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Pride 13 November 2011

Posted by Dr Moose in Faith, Life, Ponderings.
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It’s one of those words I really don’t know how to deal with, that and it’s close relative, proud. It could be based around my own personal interpretation, that of pride as something excessive, self-righteous and non-virtuous. Certainly I struggle when I’m asked what it is that I’m proud about. Am I proud of my own achievements? No. Pleased certainly, but proud? The word makes me want to squirm. Am I proud of my daughters? Again, the same answer and feelings apply. And when I’m introduced, with my clerical collar in, to a school assembly where the head is seeking to, well, not fight, but uphold my place before students of a different world faith, as “proud” of my faith, “proud” to be a Christian, I am really, really uncomfortable.

It could be an irregular and peculiar interpretation of the word on my part, but it doesn’t sit well, I know that. Then there are the exhortations of this time of November to wear my poppy with pride. How? I cannot be proud of the sacrifices and endeavours of others, in the sense that they are not of my doing. I can be grateful, absolutely. I can be awed. But pride is not a fitting word, as far as my vocabulary goes.

Pride, in Christian terms, is not a virtue. Far from it, it is a vice. But to equate pride with self-respect, or respect for nation, doesn’t sit too easy.

Pride is for lions. I am a Christian… and we all know what the Romans thought about that combination!

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Comments»

1. Jane Williams - 13 November 2011

I agree that it’s a difficult word, it’s changed its meaning and/or associations over the years, but still retained the original in places.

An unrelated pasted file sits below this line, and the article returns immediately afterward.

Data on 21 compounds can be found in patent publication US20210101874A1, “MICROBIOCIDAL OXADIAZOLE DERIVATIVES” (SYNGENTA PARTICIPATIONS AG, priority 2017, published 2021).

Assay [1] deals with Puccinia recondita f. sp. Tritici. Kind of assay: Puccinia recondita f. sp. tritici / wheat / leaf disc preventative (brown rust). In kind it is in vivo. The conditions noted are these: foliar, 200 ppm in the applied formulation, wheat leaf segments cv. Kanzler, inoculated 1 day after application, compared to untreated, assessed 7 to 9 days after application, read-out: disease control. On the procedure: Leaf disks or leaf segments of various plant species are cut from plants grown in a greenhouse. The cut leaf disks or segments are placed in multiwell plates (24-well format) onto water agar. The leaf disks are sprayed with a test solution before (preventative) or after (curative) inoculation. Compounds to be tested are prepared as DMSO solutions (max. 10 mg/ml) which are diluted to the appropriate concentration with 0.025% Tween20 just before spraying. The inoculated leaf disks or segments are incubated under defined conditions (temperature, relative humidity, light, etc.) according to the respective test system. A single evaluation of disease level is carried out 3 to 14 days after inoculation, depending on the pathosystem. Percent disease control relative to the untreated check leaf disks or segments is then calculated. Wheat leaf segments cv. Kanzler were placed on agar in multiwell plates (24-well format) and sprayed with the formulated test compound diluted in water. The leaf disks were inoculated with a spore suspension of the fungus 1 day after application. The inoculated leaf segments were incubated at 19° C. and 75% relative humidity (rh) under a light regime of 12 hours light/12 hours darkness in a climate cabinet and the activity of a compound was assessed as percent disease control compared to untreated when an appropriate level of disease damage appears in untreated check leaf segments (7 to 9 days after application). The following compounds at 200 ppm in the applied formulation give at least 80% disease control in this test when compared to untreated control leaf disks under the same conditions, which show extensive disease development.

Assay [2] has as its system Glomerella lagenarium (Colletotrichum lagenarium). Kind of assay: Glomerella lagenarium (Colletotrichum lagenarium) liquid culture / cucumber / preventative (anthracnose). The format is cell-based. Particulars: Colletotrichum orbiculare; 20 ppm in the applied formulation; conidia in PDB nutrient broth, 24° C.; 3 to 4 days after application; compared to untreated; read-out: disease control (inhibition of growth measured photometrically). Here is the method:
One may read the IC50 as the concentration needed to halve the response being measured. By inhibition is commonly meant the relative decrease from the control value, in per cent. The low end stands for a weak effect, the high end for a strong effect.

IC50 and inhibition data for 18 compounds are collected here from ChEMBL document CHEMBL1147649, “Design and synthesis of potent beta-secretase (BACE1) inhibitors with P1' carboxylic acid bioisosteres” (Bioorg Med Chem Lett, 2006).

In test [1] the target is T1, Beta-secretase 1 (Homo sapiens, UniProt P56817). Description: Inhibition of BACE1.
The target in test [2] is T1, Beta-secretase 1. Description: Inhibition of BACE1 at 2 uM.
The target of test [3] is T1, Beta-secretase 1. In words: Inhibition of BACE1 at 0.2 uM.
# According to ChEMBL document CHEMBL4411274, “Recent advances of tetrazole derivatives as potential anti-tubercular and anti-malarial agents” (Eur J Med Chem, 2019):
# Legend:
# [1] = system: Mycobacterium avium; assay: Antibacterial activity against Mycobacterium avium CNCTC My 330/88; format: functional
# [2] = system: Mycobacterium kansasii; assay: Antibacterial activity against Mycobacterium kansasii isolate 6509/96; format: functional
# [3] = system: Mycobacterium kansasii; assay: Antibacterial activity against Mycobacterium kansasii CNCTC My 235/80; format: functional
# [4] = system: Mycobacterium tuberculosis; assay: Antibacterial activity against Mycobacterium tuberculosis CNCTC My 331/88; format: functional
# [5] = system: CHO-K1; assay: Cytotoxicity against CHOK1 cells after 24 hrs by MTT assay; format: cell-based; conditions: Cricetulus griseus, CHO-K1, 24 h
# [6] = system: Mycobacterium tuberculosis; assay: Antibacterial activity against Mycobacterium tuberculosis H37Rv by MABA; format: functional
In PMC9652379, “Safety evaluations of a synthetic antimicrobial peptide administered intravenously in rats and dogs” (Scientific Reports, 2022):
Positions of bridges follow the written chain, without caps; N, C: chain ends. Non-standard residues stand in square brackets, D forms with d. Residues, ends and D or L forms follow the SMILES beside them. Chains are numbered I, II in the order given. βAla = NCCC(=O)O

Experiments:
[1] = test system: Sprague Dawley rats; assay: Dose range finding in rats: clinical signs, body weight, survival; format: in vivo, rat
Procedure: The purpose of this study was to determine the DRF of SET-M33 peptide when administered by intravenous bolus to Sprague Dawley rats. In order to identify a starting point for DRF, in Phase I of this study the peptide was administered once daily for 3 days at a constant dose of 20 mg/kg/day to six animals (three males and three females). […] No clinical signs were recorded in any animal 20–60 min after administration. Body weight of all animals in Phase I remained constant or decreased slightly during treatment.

You do “take a pride in your work”, I think? A slightly different meaning: you take care to do it as well as possible, for no other reason than that you feel you should.

“Proud parent” is a phrase that usually implies delight in the accomplishments of one’s children and a desire to tell the world how wonderful they are, rather than any implication that their achievements are yours rather than their own.

It’s a shame, really – we now lack a word for a justified satisfaction in ones own accomplishments, since “pride” has been taken from us, and lacking the word, we then find it hard to express that feeling. A veyr English problem, and one I encountered a lot when job-hunting and writing CVs.

2. Helen - 14 November 2011

I think ‘pride’ is definitely a word with different shades of meaning… The vice of pride strikes me as being a bit different from being proud of ones children or even ones accomplishments… I would consider that a proud person would be someone who is arrogant, vain, conceited, stubborn, self-righteous or smug. But I don’t think that someone who says, “I passed my A-levels, I’m really proud of myself” or, “I’m really proud of my children” or “Hearing about Mother Theresa’s good works makes me proud to be a Christian” or whatever is necessarily doing wrong…
I’m reminded of a time I saw badges saying ‘Proud to be Scottish’, ‘Proud to be Welsh’ and ‘Proud to be Irish’. I said, “You’ve missed us out, where’s ‘Slightly Ashamed to be English’ and ‘Proud to be English – if that’s all right with you?’ ”
I guess I think pride is a complex thing… sometimes arrogance and confidence seem similar, sometimes patriotism becomes nationalism, sometimes one person’s vanity is another’s ‘pride in my appearance’. Anyway, I don’t think it’s always a bad thing.

3. Helen - 14 November 2011

I must add that I am happy but not proud to be English đŸ™‚


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